Four years on the horror and pain of the Ghouta chemical massacre attacks have  not subsided for those who survived. Here is a description of its effects.

Sarin is as deadly a nerve agent as that used on Sergei Skripal and his daughter. It has been used several times by Assad on Syrian  civilians, most recently in April 2017.

It is not the only chemical weapon in use by Assad against ordinary people: he has also developed chlorine bombs. Chlorine gas was used by the German army in the First World War to kill 5,000 allied soldiers. Today it is the most common chemical weapon used against towns and villages in East Ghouta. Napalm and other incendiary weapons have also been used, with horrific consequences.

Assad and Putin believe they can act with impunity to inflict the most heinous war crimes on Syrian citizens. Last November, Russia twice vetoed the extension of the UN’s investigation into chemical weapons use in Syria.

As in Syria, Putin believes that he can act with impunity to kill his enemies in Britain. Indeed his ambassador gloats at their misfortune.

Hamish de Bretton–Gordon, a former commander of the British regiment that specialised in dealing with chemical weapons, said of the Salisbury incident that ‘this is symptomatic of the fact that chemical weapons have become the norm. We haven’t done anything about the use of chemical weapons in Syria and Iran. Now we’re paying the price.’

If the UK government is finally to take action to protect British citizens and residents against chemical attack, I  hope that they will spare a thought also for Syrian civilians, who have endured immeasurably worse. In responding to Putin over the Salisbury attack, we must also end Putin and Assad’s impunity in Syria.

Image: Coverage of the attack in the Salisbury Journal.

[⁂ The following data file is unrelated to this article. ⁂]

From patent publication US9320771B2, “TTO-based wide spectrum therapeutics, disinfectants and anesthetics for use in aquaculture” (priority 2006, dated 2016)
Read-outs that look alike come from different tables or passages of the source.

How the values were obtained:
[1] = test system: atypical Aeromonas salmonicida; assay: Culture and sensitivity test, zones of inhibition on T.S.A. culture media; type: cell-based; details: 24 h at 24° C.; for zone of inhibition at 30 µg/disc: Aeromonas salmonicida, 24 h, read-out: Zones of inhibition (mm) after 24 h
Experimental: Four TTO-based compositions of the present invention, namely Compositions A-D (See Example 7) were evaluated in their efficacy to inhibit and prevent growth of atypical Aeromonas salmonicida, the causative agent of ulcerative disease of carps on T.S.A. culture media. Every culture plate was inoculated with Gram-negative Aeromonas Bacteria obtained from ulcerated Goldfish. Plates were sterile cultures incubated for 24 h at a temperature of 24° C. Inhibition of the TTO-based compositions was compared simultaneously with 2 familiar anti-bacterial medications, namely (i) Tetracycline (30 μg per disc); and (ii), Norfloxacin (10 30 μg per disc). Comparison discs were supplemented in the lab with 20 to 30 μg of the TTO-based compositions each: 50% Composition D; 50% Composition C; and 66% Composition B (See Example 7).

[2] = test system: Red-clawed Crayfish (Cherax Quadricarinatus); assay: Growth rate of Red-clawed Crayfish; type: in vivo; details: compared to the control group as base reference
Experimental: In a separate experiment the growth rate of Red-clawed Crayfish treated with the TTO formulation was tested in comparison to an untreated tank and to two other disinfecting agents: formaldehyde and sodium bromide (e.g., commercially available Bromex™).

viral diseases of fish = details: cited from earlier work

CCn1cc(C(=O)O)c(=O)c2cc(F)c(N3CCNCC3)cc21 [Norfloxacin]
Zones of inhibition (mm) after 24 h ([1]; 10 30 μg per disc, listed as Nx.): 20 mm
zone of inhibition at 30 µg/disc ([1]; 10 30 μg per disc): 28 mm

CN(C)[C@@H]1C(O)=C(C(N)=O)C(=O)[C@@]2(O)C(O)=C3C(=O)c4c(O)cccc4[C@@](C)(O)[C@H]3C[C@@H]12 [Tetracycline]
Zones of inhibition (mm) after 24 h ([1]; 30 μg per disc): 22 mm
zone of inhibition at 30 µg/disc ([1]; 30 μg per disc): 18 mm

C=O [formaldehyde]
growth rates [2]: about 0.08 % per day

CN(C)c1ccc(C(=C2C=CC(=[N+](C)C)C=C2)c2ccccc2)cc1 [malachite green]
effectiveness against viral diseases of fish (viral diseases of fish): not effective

Saturday, 10 March 2018

Don’t trade with Sukhoi – Don’t fly CityJet

At the CityJet check-in desk, London City Airport. Photo: Steve Eason

“Don’t fly CityJet” is the call by Syria solidarity activists in the UK and Ireland today.

Dublin-based airline CityJet is Europe’s leading purchaser of passenger aircraft from Russian state company Sukhoi which also supplies war planes used by Putin and Assad to attack civilians in Syria.

This morning protesters went to London City Airport (above) and Dublin Airport (right) to protest CityJet’s trade with Putin and Assad’s arms supplier.

At the CityJet desk in London City Airport, activists made a “civilian protection announcement” chanting “Sukhoi jets are killer jets” and do not fly killer jets, do not fly CityJet.”

Syria solidarity activists in the UK and the Republic of Ireland issued the following joint statement:

Don’t trade with Sukhoi – Don’t fly CityJet
PDF version

  • CityJet is a leading customer of Russian state-owned arms manufacturer Sukhoi.
  • Sukhoi aircraft have been used to kill thousands of innocent civilians in Syria.
  • Today activists in London and Dublin say: Don’t fly killer jets – don’t fly CityJet.

Sukhoi fighter planes supplied by Russia have been used by the Assad regime to target civilians since 2012. The Russian Air Force has targeted and killed Syrian civilians with its fleet of Sukhoi war planes since directly intervening in September 2015.

In 2016, the Russian Air Force in concert with the Syrian Air Force used Sukhoi jets to deliberately bomb a UN aid convoy in Aleppo. Russian Air Force Sukhoi jets have repeatedly targeted schools and hospitals.